Still, its success was 100% reliant on previous Linkin Park and not its own quality. Partly a love letter to his hometown, he co-wrote the number with Ian Cook — from Glaswegian group Chvrches — on the street where Simple Minds first rehearsed. From the first power chords and fucking rad base line and rhythmic drumming I was hooked. This has clearly not escaped singer Kerr and co-founder guitarist Charlie Burchill, who have just gathered together the various folk who constitute Simple Minds these days for an slightly forced but not unpleasing sounding tour dubbed 5x5, in which the band will each night play five songs from their first five albums. In fact, looking at their entire catalogue reveals the commonalities between the satirical maximalism of Everything Now and their austere debut Funeral and everything in between.
Hopefully someone can dig up some production insights on that album for this thread, because I'm not sure what's going on there, but it works. The site is now a ghost town, but the story lives on in the form of this very mediocre song. I'd also add Deep Purple's Made in Japan and Johnny Cash's Live at San Quentin and Folsom Prison. Subsequent efforts were not nearly as popular, and by 1998 its most recent album, , wasn't even given an American release. It rests first upon a swirling, welcoming house riff which reminds of none other than steel pans being….
The Backstreet Boys performing in 1999. I love Zeppelin, but I understand all of the criticism it gets. It was just too much to take in all at once I think. Murder Story Here we go! They were so childish - acting like this band owes them something. Playing five tracks a night on their tour purely on grounds of an aesthetic conceit seems like a pretty perverse gesture, but hey. This material consisted of around six tracks developed during a session the band had spent at a recording studio called The Chapel in in January, and other initial samples recorded in 's Nomis Studios before their performance at.
But it isn't because of quality or sound or innovation from the band. There are so many themes, tropes, and sounds that have recurred over the years, tying everything together in one grand package. If you look purely at stats and sales, it can be considered the worst and has certainly generated the worst rep. Along the same lines; is one type of live album better that the others? In the late 70s, Glasgow was a fading industrial hub. So, Nimrod holds a special place in my heart. Their songs soared, creaked, ached, and roared, breathing vibrant, triumphant life and passion. As far as Britain is concerned, it is a much-needed, comprehensive collection of the band's hit singles, no less than 26 of which placed in the charts between 1979 and 1998, including eight that hit the Top Ten.
Worse is this self-aggrandising effort. Not So Fun Fact: The Love and Rockets song is way better. I think the album gets slagged because the movie is so terrible. I played - after all those years - their first five albums again and got back all those cool years. It doesn't have to be a single performance start to finish, but ideally, it should be from a single tour, or better yet, a single stand of dates.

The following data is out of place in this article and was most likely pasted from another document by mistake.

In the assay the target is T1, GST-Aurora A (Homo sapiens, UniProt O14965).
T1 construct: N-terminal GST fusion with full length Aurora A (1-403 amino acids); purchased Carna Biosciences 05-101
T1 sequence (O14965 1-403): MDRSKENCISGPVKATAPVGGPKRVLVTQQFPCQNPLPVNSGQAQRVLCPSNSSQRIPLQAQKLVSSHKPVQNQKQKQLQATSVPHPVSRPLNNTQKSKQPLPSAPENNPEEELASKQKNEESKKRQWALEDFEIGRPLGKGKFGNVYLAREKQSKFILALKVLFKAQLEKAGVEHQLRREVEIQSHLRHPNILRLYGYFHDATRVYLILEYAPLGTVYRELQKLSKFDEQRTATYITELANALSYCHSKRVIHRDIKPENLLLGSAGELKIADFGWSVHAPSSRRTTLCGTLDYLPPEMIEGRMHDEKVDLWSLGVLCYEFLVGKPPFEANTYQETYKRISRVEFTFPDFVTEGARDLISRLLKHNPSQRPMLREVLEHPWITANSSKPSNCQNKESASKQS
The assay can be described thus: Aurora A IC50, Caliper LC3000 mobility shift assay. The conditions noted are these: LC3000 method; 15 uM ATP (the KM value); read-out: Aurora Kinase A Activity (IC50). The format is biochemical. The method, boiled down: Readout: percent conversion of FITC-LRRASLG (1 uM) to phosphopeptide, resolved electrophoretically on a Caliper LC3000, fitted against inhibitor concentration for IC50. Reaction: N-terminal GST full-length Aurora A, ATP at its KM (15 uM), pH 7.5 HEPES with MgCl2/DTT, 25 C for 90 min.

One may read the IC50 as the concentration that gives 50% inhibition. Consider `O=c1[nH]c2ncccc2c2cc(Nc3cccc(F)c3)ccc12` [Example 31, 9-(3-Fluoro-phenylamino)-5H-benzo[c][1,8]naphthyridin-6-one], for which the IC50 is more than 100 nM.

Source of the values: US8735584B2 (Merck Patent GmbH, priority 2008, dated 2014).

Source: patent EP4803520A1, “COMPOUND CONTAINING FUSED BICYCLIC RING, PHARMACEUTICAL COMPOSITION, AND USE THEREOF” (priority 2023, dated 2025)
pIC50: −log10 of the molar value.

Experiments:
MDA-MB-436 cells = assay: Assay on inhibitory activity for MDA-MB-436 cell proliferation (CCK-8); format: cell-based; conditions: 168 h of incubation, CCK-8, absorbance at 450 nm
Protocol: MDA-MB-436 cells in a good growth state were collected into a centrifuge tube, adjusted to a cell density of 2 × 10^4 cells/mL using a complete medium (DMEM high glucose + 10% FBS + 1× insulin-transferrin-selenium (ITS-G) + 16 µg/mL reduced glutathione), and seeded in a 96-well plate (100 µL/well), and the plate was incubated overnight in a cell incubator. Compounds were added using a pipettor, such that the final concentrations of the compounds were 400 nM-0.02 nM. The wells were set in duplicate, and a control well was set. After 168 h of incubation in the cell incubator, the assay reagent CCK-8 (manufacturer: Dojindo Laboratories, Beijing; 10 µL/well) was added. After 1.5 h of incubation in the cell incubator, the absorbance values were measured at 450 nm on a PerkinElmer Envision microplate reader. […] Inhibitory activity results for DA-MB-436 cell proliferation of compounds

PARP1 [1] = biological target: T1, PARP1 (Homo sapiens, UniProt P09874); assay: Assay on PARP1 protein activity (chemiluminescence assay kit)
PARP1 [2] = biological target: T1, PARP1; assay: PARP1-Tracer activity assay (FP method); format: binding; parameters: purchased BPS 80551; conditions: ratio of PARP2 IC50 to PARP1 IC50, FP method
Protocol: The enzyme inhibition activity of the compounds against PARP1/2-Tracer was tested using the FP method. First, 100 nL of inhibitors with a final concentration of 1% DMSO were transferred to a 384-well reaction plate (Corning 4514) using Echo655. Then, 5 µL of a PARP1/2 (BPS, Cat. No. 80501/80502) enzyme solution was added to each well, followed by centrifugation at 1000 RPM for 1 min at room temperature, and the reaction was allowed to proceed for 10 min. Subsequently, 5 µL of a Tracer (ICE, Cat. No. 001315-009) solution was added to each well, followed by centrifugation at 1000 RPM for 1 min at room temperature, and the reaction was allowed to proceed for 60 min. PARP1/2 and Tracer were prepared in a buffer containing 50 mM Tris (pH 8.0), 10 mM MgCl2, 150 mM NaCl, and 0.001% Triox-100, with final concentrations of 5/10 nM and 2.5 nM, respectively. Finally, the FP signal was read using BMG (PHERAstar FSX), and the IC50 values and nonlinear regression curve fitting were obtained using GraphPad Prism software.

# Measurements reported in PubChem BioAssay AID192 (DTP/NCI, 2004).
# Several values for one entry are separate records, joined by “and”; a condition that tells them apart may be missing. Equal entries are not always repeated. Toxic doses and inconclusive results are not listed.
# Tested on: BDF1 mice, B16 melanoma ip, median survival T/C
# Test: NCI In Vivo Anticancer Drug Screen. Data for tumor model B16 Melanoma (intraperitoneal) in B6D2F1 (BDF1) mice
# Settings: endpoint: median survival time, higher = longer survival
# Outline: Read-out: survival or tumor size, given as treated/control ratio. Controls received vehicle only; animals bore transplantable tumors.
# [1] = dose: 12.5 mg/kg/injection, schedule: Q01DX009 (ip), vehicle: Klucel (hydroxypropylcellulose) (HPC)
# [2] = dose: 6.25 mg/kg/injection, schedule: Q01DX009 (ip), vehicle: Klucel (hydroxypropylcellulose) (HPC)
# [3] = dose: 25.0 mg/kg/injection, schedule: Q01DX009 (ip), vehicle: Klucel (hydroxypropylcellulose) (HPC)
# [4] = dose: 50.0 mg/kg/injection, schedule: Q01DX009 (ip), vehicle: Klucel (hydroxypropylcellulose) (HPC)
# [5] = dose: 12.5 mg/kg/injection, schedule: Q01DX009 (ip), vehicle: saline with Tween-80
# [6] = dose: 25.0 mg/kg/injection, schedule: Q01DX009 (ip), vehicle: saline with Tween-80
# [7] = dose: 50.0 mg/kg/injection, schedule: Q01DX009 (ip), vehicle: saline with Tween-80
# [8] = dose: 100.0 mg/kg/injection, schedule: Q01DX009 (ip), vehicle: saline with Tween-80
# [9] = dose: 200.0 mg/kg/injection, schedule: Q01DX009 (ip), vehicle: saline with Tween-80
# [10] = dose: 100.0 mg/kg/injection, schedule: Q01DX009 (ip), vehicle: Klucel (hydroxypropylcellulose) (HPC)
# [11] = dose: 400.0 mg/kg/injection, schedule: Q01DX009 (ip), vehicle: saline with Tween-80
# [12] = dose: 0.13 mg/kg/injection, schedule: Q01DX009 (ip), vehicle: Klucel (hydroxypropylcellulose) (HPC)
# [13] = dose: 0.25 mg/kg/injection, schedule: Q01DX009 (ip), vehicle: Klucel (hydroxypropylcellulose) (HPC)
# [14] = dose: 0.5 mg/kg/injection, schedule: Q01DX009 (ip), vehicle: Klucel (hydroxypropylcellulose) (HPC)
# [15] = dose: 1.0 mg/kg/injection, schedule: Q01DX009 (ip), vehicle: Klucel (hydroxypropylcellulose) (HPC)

I'd say yes, we should, on both counts. Maybe it just comes from a happy time in my life, but I love side one - Rock and Roll into Celebration Day into Song Remains the Same and then slowing down into Rain Song. Jimmy's guitar in particular is pretty bad for the first song or two. A mere seven months later, in November '79, Simple Minds released Real to Real Cacophony, an album that pretty much sounds like it was made by a different band. The true European sons of BowieEnoMoroder and brothers of Joy Division, all the way from from Prospecthill circus. Like my number is Nimrod. Their first album showed a hint of the band that would truly blossom with third third album.
It gets number one on my list. From the very first notes of their debut album — those gleaming wind-chime like synths, the chugging guitar, the regal piano — became one of those remarkably few life-changing, era-defining bands in indie rock history. Anything Bieber dedicates to his mum that lacks a wholehearted apology does not mean a thing. I hope so, but if you like New Gold Dream, I think you will like also the albums before. I like the 1st album, but the arrangements are a bit overcooked, especially the keyboard parts. Kerr fondly remembers the drive with his mum through Glasgow. Do you think I might like the X 5 box set? The themes and topics throughout the trilogy really struck a chord with me.
Simple Minds, no band was so much played at new wave clubs 'I Travel', 'Theme for Great Cities', etc, were amazing good songs to dance to of the early eighties which I visited weekly in Amsterdam, Rotterdam and my own town. The song recalls the experience of miners in Wittenoom, Australia, who worked pulling asbestos from the earth, eventually succumbing to all sorts of asbestos-related diseases. The band used the double album to blend their earlier funk inclinations with more radio-friendly ballads. I'd say Live 75-85 shoudl be up there with the best. I did a search and did not find this thread so here goes.
Yeah the album does seem popular and it still was to a certain degree, but I'm pretty sure it didn't sell as well as the other albums. They are some of the best Green Day has done. Only their first album was a little bit too close sounding like a band whose members were all fan of Kraftwerk. How great was that band and why did they all exchange that for just some short term commercial success. For one thing, I only kept hearing about a certain 3 or 4 songs I think almost all of us can name them! Green Day doesn't owe anyone a goddamn thing.